Bernardino de Mendoza
Bernardino de Mendoza was a Spanish military commander, a diplomat and a writer on military history and politics.- Life and works :Bernardino de Mendoza was born in Guadalajara, Spain around 1540...

, who gave the Parisians knowledge the Spanish had gained from years of street fighting in the Netherlands.

During the Paris
Paris is the capital and largest city in France, situated on the river Seine, in northern France, at the heart of the Île-de-France region...

ian insurrection of June 1832, barricades were used. In Les Misérables
Les Misérables
Les Misérables , translated variously from the French as The Miserable Ones, The Wretched, The Poor Ones, The Wretched Poor, or The Victims), is an 1862 French novel by author Victor Hugo and is widely considered one of the greatest novels of the nineteenth century...

, the building and defending of a barricade during this time was famously described. Barricades were also used at the end of the Paris Commune of 1871 and in May 1968 in France. A major aim of Haussmann's renovation of Paris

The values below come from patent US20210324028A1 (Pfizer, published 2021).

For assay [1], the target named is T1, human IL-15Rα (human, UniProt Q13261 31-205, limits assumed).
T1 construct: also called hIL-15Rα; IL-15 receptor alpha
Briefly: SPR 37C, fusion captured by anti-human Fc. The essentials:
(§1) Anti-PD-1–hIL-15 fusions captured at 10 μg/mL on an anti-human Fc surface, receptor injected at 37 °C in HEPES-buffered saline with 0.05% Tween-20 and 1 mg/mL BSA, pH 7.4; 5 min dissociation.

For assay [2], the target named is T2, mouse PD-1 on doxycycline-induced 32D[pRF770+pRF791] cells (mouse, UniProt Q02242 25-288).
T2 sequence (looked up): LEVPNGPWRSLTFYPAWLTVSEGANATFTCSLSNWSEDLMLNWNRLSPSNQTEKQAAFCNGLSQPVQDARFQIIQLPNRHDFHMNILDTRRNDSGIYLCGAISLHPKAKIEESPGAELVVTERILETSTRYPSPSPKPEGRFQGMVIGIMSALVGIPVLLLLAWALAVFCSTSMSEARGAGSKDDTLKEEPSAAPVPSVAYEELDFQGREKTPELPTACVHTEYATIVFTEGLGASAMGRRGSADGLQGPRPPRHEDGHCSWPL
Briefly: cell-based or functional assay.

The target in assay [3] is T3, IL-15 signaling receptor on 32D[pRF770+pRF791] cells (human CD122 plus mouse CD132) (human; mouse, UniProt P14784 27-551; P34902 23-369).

Haussmann's renovation of Paris
Haussmann's Renovation of Paris, or the Haussmann Plan, was a modernization program of Paris commissioned by Napoléon III and led by the Seine prefect, Baron Georges-Eugène Haussmann, between 1853 and 1870...

 under Napoléon III was to eliminate the potential of citizens to build barricades by widening streets into avenues too wide for barricades to block. Such terms as "go to the barricades" or "standing at the barricades" are used in various languages, especially in rousing songs of various radical movements, as metaphors for starting and participating in a revolution or civil war, even when no physical barricades are used.

Making an early appearance in a Royal Shakespeare Company